The Daoist Practice of Alchemy

Topics: Alchemy, Taoism, Chinese alchemy Pages: 5 (1634 words) Published: April 24, 2011
Emily Jackson
Eastern Religions
Research Paper

The Daoist practice of Alchemy
In the Daoist tradition, there is a heavy focus on looking within and refining the natural and tangible energies of the body. The ultimate goal of this practice is to discover the inner source or essence, also known as jing, which means “unattached structive energy.” An important part of Daoism is realizing that all one needs to align with Dao, or The Way (of nature) is already contained within. With proper cultivation, a studious “adept” may be able to access these primordial essences and possibly achieve immortality. There is a distinction between “external” alchemy, (waidan) a process of concocting an “elixir” (medicine) to be ingested, and “inner” alchemy, (neidan) a method of transforming or refining oneself spiritually. External alchemy, though now a disregarded process, had great importance on the progress of science and even, notably, led to the invention of gunpowder. However, the concept remains in use as a model of purification to be used through spiritual practice in inner alchemy. Though separate in form and practice, inner and external alchemy are extremely important, not only in a historical context, but also has vast cultural and scientific significance.

Alchemy has its origins in a man named Wei Boyang, a legendary Han immortal, who supposedly wrote The Zhouyi cantong qi, (“The Kinship of the Three”) the main alchemical scriptural text. The work is a poetical text that concerns the “Dao and its relation to the cosmos, explicated by means of a wide array of alchemical, cosmological and other emblems” (Pregadio, 32). The actual text itself does not include specific alchemical references or instructions on constructing elixirs, but is more of a conceptual and allegorical structuring of the ways of the cosmos. From these texts sprung a variety of commentary and supplemental texts which further outline and instruct in the ways of inner and external alchemy. Wei Poyang is fabled to have been an example of the alchemist tradition perfected. In the Story of the White Dog, his attainment of immorality is described: One morning when Wei Boyang went into the mountains to make a divine elixir, he took with him three disciples and a white dog. When the elixir was completed, he fed some of it to the dog, which died. Then he himself (Wei) ingested some, and he died too. One of his disciples, surnamed Yu, having faith in his teacher, ate some, and he, too expired…After several hours Wei arose having already taken the completed elixir prior to leaving his home. He administered the real elixir to his dog and disciple and, having revived them, departed. (Chin, 2) This story is related by Ge Hong, another prominent alchemist, who lived more than a century after Wei Poyang and is the best source of information regarding him.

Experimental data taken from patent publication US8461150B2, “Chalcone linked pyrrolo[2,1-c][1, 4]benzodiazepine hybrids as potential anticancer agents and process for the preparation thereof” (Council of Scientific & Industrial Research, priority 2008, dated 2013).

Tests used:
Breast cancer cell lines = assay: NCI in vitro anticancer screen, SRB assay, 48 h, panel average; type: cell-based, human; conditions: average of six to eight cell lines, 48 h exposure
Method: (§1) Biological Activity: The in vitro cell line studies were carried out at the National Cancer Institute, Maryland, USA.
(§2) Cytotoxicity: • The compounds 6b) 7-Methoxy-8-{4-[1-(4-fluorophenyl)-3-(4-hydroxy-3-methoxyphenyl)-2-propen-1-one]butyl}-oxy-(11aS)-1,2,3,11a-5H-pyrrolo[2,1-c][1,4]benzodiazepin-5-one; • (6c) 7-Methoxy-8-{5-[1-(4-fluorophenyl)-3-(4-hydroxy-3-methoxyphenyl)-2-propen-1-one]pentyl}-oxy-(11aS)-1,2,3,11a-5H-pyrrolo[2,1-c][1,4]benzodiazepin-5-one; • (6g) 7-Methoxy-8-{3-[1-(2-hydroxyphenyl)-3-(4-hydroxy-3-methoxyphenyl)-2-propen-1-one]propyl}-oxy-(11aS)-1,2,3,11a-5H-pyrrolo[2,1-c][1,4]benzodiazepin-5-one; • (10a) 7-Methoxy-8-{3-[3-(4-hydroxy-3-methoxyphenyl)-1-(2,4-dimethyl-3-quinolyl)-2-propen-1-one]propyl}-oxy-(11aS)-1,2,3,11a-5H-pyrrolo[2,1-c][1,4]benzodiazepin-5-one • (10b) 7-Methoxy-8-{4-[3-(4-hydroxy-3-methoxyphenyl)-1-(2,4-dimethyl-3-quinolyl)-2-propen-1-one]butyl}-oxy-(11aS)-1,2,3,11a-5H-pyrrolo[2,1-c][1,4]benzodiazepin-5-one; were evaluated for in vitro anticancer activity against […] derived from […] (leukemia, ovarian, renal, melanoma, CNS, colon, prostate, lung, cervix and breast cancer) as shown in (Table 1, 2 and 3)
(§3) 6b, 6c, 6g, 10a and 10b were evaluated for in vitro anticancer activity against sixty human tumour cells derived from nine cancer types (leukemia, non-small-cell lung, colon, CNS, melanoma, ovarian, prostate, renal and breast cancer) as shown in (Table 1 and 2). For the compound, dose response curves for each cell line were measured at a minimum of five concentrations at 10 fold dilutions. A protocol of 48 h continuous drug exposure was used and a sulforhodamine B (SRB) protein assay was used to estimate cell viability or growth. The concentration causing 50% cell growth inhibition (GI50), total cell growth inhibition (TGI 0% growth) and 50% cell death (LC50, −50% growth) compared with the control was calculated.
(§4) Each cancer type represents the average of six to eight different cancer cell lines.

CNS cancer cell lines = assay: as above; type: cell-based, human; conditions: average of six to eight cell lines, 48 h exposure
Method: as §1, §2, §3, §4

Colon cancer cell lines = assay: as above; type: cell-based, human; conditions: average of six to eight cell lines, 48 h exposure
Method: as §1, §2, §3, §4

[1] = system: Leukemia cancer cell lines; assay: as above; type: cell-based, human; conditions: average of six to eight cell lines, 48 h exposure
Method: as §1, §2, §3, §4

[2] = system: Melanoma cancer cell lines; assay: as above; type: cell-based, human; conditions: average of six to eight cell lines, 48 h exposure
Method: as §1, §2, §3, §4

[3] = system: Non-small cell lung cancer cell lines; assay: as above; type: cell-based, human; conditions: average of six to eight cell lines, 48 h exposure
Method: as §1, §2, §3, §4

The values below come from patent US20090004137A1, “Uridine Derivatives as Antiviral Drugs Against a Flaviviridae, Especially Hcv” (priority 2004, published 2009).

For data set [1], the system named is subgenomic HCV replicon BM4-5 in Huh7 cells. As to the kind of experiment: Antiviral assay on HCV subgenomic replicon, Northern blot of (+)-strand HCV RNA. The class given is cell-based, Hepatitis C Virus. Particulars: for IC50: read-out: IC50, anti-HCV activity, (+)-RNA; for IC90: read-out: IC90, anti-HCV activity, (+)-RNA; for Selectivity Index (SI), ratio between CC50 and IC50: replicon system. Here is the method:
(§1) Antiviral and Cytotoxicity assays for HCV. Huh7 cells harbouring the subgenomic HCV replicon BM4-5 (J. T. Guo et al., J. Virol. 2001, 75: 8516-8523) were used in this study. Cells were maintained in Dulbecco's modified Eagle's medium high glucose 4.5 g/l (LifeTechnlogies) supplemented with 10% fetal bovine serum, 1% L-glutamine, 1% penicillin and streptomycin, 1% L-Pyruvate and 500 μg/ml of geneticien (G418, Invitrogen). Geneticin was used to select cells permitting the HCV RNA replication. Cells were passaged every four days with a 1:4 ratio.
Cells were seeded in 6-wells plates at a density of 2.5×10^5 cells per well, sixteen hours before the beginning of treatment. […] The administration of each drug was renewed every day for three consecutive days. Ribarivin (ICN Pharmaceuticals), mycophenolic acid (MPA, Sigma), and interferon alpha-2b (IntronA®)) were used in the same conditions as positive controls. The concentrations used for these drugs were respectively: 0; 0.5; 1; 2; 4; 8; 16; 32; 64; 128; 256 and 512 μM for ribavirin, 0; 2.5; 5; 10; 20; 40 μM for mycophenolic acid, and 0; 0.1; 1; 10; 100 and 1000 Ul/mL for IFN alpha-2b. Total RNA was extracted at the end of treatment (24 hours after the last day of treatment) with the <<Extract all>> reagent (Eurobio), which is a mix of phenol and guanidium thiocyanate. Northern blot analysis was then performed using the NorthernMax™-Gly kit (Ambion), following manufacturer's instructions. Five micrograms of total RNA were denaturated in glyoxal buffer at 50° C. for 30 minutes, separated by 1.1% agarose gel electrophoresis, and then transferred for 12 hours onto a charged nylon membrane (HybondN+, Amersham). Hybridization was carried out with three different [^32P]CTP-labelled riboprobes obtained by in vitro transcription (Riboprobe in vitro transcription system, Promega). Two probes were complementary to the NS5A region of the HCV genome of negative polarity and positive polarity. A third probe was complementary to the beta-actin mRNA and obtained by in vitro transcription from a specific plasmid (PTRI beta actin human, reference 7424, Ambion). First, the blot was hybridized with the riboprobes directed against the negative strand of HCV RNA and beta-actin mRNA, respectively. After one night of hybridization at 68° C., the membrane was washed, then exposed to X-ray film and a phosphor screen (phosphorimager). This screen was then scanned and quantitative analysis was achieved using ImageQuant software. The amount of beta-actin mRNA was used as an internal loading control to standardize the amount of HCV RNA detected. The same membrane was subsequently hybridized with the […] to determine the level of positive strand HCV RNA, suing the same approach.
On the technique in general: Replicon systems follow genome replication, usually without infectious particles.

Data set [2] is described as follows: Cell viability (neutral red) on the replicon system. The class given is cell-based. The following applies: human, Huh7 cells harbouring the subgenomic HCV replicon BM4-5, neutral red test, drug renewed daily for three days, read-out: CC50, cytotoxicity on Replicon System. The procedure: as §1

Ge Hong is also considered an important figure in regard to alchemy; he is responsible for providing the actual alchemical instruction that Wei Boyang’s contribution to the practice lacked. Hong was also a prominent physician and scholar, and some of his medical remedies are still used today, including effectual treatments for malaria and congestion (Chin, 3). His texts, Shen Kian Zhuan (Traditions of Divine Transcendents) and the Baopuzi Neipian (Inner Chapters of the Master who Embraces Simplicity) are in specific regard to achieving immorality on earth; the greatest objective of Daoism. Both internal and external alchemy are included. To gain this highly sought goal, “one would first need to produce liquid gold that be ingested”. Ingesting this gold was considered to be equivalent to ingesting “the stability of the heavens themselves” (Chin, 3). But Hong did not exclude alternatives for a path to immortality, but instead embraced variety, open-mindedness, and true investigation as a real means of obtaining truth: “Those who understand the method of breathing exercises will say that only the permeation of qi...
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